Wednesday, January 30, 2013

How offices work: buzzwords, expectations, realities

Applying for work, and being turned down because I travel or am not local already, reminds me of some of the frustrations arising from mismatches between what we all talk about as cool and trendy, what management expects and what actually happens.


Read any article, anywhere, about the new (or maybe coming) state of business and collaboration and you'd think we're all mobile workers. We work from home, we can live anywhere we want with universal connectivity, we can go for an afternoon bike ride and answer important business messages, or draw diagrams while waiting in line for their coffee. We're miles past paperless, and are all globally-connected, digitally-collaborating all the time.

I am calling these buzzwords, but they do exist here and there. I know people who have wormholes in the conference room, or where the entire office doesn't exist, and they all meet at a coffeeshop (or share space) weekly or monthly, and otherwise work from home.


But that's rare.

I routinely do not get jobs (or am not considered for them) as I am not a local. Air travel is cheap and plentiful, and for three years I have been traveling up to 100% for work. I'll go where you want me to, no problem. But no, the expectation for far too many organizations, is that everyone is local.

And not just in the office, but a local. Even the committment of relocation makes them antsy, for what amount to the reasons that the digital remote office make sense. It takes time, and it's a distraction. The expectation is that offices exist, everyone has a desk and issued computer and it docks in right next to the office phone and we all work together every day.

Yes, even for freelance jobs. I've seen people posting, say, a mobile IxD in London for 6 months that will not consider someone in another country because they want to meet face to face. How often? Not clear, but locals-only please.


This is actually two different things. Two very, very different things.

Much of my favorite and most well-known work is with clients I have never met. Ever. Some are on entirely other continents. We get along very well with email, sometimes SMS, lots of Google spreadsheets, and other collaboration tools (bug trackers, task lists, etc.). I even use my normal processes of collaboration and send out partially completed files, show off halfassed prototypes others can look at on handsets, and so on.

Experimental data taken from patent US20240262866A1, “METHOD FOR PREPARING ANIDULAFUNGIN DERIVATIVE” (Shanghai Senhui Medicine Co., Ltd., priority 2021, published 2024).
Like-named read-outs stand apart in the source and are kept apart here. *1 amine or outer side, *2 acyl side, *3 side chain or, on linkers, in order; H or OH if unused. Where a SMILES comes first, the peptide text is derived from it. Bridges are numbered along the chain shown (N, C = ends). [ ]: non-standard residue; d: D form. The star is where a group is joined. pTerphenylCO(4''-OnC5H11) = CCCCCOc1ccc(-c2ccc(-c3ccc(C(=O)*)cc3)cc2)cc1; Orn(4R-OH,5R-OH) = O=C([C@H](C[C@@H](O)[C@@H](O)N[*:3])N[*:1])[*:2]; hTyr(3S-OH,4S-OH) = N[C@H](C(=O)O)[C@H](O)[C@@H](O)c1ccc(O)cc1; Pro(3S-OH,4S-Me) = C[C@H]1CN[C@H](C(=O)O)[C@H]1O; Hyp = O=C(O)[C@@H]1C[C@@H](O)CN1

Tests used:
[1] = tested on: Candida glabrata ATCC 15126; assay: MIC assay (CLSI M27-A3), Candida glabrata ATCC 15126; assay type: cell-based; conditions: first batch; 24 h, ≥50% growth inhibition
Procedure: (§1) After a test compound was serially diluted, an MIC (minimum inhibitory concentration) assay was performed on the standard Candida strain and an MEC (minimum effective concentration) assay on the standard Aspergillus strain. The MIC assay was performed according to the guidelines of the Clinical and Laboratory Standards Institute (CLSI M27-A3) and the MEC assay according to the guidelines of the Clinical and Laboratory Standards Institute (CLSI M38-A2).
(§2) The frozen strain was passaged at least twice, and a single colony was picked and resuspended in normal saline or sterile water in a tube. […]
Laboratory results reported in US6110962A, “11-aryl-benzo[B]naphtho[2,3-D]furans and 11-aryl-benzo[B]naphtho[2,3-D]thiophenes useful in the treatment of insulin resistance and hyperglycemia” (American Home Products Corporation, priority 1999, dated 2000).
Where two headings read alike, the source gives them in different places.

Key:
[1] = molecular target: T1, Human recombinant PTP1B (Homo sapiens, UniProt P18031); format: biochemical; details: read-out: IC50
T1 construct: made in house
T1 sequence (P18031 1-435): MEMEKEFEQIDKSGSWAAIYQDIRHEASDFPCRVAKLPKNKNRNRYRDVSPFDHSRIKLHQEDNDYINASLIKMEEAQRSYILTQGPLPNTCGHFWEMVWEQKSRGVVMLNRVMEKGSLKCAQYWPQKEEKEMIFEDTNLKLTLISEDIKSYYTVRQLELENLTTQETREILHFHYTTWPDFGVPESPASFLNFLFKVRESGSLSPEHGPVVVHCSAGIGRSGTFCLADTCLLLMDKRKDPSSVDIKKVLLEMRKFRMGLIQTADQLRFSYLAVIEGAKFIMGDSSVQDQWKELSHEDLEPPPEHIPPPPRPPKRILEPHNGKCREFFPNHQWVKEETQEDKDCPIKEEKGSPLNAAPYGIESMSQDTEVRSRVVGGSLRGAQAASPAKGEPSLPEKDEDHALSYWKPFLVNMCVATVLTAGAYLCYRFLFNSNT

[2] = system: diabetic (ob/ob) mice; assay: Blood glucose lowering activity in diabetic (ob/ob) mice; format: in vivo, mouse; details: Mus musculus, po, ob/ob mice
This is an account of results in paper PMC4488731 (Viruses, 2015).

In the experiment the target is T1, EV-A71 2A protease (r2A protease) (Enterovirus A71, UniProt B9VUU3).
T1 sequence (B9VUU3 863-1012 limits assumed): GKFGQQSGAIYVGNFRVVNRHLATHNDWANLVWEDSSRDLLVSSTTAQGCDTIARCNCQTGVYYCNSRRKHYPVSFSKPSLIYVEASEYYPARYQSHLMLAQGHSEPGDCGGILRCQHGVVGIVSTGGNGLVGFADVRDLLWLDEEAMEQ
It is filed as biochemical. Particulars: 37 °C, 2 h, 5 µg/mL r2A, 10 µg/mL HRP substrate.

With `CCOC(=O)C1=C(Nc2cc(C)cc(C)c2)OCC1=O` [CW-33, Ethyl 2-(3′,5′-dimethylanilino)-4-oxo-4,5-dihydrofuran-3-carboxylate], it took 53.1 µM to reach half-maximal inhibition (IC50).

But I usually have what I call a "day job." It's usually also the bulk of my income (not always) but is the one place that insists I be available 9-5, and generally gives me a desk which I have to be at, either more or less always, or on some other very strict schedule. Which is, just to start with, insane. I am routinely the only guy in the office, as everyone local gets to wander off for the kids' soccer game, or just decides to work from home on Friday.

In fact, I have flown to another city several thousand miles away, dressed appropriately for work and gone to my desk (or folding table in an abandoned floor), worked 5 days and never once had a meeting or important (business-related) face-to-face interaction with another human. I have also come to sit in a cube farm full of co-workers, but because there is not enough conference rooms and half the team is in another location, I spend the whole week when I do have meetings on the phone. There is no point to being in the office, except that it is expected.

For large corporate clients, I won't even get too far into collaboration tools. Google Docs and Bugzilla are not even considered. And the enterprise tools are buggy and awful, so no one uses them unless actually required to. Collaboration is email. Or the corporate IM, which only works over the corporate network, so people working from home often cannot be reached at all.

If you think this is about you, it's not. I wrote something similar as a private email over a year ago, and it keeps being true based not on any one case, but on trends with dozens of different organizations.

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